04/03/2012 07:13 am ET Updated Jun 03, 2012

The Staten Island Boat Graveyard (PHOTOS)

Perhaps you've heard of an elephant graveyard, but what about a boat graveyard? Does such a thing exist? Turns out it does, and New York City has one.

Known as the Witte Marine Scrap Yard, the Arthur Kill Boat Yard or simply the "Staten Island Boat Graveyard," the city's only remaining commercial marine salvage yard is located in Rossville, Staten Island, near the Fresh Kills Landfill which Untapped Cities took a tour of in the midst of its conversion into a park.

Early one Sunday morning, we boarded the Staten Island Ferry and hopped on local bus S74 to reach Rossville, Staten Island. During the hour bus ride, we passed what seemed like countless graveyards, and I watched as the landscape became increasingly more suburban and forested.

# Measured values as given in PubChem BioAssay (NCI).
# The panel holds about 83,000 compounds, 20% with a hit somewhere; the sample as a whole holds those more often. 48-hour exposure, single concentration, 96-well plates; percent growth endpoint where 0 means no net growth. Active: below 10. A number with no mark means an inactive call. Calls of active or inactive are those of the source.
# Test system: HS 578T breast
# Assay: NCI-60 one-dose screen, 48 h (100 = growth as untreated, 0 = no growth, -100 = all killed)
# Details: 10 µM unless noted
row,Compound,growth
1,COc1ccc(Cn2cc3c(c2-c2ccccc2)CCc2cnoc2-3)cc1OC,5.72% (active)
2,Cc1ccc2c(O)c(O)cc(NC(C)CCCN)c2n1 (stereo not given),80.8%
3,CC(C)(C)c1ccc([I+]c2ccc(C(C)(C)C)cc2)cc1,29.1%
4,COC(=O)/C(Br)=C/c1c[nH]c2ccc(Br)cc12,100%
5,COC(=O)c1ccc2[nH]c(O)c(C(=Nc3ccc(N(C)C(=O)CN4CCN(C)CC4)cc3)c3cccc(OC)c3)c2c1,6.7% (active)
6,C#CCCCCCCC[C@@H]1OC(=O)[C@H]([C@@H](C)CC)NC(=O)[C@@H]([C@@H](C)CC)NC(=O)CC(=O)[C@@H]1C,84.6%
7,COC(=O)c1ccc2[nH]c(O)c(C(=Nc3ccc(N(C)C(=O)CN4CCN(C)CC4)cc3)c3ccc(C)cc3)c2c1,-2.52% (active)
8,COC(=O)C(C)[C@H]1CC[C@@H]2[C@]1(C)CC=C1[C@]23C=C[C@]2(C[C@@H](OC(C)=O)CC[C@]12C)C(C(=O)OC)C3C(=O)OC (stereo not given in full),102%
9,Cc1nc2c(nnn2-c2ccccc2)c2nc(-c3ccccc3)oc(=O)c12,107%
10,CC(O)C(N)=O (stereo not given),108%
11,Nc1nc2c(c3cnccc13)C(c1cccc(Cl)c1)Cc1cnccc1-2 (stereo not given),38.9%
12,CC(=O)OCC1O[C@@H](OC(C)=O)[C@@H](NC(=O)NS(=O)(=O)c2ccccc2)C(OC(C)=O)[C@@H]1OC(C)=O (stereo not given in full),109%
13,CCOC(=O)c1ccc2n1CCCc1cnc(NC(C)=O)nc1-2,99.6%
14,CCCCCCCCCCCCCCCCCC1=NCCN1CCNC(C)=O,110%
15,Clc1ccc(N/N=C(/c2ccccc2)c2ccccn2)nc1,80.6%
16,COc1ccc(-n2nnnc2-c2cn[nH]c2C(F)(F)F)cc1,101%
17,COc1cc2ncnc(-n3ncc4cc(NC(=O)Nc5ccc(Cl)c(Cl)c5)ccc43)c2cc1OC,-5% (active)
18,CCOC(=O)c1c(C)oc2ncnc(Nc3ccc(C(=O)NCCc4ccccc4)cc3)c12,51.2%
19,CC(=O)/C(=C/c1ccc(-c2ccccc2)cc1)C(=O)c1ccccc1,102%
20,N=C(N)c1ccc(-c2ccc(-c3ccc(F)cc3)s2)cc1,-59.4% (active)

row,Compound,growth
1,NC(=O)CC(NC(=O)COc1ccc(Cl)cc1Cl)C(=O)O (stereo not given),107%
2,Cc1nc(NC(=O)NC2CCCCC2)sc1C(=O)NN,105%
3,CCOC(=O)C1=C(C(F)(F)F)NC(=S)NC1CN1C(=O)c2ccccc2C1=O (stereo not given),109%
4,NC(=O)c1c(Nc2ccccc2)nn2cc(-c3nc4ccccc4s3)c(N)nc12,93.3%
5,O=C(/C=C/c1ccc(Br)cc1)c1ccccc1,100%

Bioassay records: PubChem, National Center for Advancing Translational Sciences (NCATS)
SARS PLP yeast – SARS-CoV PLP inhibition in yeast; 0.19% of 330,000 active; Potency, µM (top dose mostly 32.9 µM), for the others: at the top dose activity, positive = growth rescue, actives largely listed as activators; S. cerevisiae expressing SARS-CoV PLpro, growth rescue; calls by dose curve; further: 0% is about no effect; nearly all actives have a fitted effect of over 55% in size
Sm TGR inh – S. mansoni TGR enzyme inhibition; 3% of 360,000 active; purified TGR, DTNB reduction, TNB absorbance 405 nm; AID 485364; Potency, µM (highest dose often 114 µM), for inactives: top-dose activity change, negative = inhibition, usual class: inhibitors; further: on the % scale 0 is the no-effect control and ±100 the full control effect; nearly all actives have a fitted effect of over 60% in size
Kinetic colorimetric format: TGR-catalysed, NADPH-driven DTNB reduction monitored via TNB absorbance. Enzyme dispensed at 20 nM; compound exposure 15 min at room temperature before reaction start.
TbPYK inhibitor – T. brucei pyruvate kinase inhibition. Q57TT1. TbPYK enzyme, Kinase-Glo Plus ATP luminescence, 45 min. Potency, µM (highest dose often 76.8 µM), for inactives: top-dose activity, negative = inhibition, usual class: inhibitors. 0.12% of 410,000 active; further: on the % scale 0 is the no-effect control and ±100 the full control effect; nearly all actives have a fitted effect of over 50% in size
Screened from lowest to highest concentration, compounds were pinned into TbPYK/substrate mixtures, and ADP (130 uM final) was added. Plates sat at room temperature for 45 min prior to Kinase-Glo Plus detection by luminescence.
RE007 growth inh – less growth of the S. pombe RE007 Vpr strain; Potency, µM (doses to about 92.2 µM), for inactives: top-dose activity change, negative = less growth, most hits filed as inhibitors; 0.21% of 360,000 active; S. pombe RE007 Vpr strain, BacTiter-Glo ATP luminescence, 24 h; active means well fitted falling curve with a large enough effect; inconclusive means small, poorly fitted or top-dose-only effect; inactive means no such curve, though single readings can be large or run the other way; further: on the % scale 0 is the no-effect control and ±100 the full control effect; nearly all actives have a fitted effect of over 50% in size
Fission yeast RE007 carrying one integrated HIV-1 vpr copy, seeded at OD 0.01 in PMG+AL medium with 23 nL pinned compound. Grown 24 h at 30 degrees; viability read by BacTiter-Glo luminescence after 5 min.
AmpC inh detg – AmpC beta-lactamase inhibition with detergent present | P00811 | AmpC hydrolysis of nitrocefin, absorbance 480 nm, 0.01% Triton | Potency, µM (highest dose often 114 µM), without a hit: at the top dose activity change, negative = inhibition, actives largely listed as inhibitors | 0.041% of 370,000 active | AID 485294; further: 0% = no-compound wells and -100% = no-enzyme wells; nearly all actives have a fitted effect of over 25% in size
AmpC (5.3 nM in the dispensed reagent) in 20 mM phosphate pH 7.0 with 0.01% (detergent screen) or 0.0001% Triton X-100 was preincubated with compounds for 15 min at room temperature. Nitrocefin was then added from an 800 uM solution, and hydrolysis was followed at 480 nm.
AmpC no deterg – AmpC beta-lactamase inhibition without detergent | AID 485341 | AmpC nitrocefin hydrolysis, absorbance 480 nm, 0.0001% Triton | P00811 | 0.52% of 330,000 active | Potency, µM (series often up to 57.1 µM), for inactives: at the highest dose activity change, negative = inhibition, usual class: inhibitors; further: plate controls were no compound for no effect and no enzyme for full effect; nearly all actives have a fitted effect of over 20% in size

We were the last passengers to get off the bus. The area was so quiet you could easily forget you were still in New York City. We scanned the site for the boatyard's entrance, but it was not to be so easily revealed. Determined, we pressed on, eventually finding a trail through the woody brush from which we were able to get our first views of the boatyard. Excited by our discovery, we walked cautiously through the swampy terrain and over wooden logs to get closer to the boats.

After taking it all in, we finally emerged from the woods, used a local business' hose to wash the sulfur-smelling mud from our sneakers and waited for the bus to begin our trip back to Manhattan. According to Travis Pendlebury, who was able to get onto the boats and capture the fantastically moody pictures below, to get to the boats you have to "go through the yard of the closest house to the graveyard. It leads all the way back around to the boats. But, be careful, the house has a 'no trespassing' sign, and it's mighty dangerous to climb around all those old wood structures."

Or you can kayak there. Sneakers do not suffice in the marshy footing, so for the adventurous we recommend you come prepared.


This article was originally published on Untapped Cities. Follow Untapped Cities on Twitter and Facebook. Get in touch with the publisher @untappedmich.